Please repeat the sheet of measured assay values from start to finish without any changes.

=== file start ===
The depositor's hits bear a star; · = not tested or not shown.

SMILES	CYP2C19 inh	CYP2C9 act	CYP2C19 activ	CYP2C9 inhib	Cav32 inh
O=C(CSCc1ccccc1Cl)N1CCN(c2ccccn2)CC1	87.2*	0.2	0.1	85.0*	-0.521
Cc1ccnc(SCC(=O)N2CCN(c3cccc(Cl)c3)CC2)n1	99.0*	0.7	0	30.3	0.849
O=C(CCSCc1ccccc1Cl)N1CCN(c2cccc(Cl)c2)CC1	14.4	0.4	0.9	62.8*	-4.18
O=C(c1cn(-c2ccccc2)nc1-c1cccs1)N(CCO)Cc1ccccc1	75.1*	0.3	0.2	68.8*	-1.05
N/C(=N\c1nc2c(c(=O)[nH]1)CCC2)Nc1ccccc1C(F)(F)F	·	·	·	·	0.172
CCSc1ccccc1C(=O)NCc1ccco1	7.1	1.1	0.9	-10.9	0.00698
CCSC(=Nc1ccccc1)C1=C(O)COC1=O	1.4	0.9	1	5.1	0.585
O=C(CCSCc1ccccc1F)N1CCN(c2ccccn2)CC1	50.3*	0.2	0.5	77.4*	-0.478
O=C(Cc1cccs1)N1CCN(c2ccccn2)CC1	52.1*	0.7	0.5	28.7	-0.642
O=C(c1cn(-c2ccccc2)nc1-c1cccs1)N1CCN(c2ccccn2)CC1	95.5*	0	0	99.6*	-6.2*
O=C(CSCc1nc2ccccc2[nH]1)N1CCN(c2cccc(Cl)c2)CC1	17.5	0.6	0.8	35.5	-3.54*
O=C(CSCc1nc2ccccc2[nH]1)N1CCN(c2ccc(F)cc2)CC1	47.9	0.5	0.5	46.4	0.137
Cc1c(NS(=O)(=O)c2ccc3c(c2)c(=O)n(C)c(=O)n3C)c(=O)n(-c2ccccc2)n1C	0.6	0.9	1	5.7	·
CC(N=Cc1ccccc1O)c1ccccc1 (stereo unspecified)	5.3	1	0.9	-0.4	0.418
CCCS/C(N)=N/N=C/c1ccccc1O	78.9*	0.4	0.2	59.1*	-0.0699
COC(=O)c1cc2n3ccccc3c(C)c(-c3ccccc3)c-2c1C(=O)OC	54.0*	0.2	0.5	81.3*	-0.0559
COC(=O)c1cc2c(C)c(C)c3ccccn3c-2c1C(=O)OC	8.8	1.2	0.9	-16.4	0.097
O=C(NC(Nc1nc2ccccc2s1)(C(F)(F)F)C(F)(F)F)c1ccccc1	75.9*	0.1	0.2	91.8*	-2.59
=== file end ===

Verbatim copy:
The depositor's hits bear a star; · = not tested or not shown.

SMILES	CYP2C19 inh	CYP2C9 act	CYP2C19 activ	CYP2C9 inhib	Cav32 inh
O=C(CSCc1ccccc1Cl)N1CCN(c2ccccn2)CC1	87.2*	0.2	0.1	85.0*	-0.521
Cc1ccnc(SCC(=O)N2CCN(c3cccc(Cl)c3)CC2)n1	99.0*	0.7	0	30.3	0.849
O=C(CCSCc1ccccc1Cl)N1CCN(c2cccc(Cl)c2)CC1	14.4	0.4	0.9	62.8*	-4.18
O=C(c1cn(-c2ccccc2)nc1-c1cccs1)N(CCO)Cc1ccccc1	75.1*	0.3	0.2	68.8*	-1.05
N/C(=N\c1nc2c(c(=O)[nH]1)CCC2)Nc1ccccc1C(F)(F)F	·	·	·	·	0.172
CCSc1ccccc1C(=O)NCc1ccco1	7.1	1.1	0.9	-10.9	0.00698
CCSC(=Nc1ccccc1)C1=C(O)COC1=O	1.4	0.9	1	5.1	0.585
O=C(CCSCc1ccccc1F)N1CCN(c2ccccn2)CC1	50.3*	0.2	0.5	77.4*	-0.478
O=C(Cc1cccs1)N1CCN(c2ccccn2)CC1	52.1*	0.7	0.5	28.7	-0.642
O=C(c1cn(-c2ccccc2)nc1-c1cccs1)N1CCN(c2ccccn2)CC1	95.5*	0	0	99.6*	-6.2*
O=C(CSCc1nc2ccccc2[nH]1)N1CCN(c2cccc(Cl)c2)CC1	17.5	0.6	0.8	35.5	-3.54*
O=C(CSCc1nc2ccccc2[nH]1)N1CCN(c2ccc(F)cc2)CC1	47.9	0.5	0.5	46.4	0.137
Cc1c(NS(=O)(=O)c2ccc3c(c2)c(=O)n(C)c(=O)n3C)c(=O)n(-c2ccccc2)n1C	0.6	0.9	1	5.7	·
CC(N=Cc1ccccc1O)c1ccccc1 (stereo unspecified)	5.3	1	0.9	-0.4	0.418
CCCS/C(N)=N/N=C/c1ccccc1O	78.9*	0.4	0.2	59.1*	-0.0699
COC(=O)c1cc2n3ccccc3c(C)c(-c3ccccc3)c-2c1C(=O)OC	54.0*	0.2	0.5	81.3*	-0.0559
COC(=O)c1cc2c(C)c(C)c3ccccn3c-2c1C(=O)OC	8.8	1.2	0.9	-16.4	0.097
O=C(NC(Nc1nc2ccccc2s1)(C(F)(F)F)C(F)(F)F)c1ccccc1	75.9*	0.1	0.2	91.8*	-2.59